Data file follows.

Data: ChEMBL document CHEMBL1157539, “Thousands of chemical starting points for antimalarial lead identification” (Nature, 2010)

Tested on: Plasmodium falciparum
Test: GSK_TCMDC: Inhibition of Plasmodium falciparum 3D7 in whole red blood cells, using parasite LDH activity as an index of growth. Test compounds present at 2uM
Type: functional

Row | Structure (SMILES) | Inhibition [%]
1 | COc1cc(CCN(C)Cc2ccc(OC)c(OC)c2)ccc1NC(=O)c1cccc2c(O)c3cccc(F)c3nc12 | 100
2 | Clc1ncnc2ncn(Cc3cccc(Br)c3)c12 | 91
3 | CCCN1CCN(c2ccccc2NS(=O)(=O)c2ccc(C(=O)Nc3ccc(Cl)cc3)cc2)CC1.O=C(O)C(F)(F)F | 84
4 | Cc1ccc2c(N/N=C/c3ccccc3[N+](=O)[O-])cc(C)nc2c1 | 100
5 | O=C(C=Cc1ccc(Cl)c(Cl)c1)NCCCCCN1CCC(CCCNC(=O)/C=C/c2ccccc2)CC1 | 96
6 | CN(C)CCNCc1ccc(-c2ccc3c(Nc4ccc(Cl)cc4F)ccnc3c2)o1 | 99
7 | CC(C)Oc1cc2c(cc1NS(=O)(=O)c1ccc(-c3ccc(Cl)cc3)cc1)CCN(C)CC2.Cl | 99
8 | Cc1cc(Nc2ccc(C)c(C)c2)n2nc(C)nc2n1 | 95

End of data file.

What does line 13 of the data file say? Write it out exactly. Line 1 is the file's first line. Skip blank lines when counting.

8 | Cc1cc(Nc2ccc(C)c(C)c2)n2nc(C)nc2n1 | 95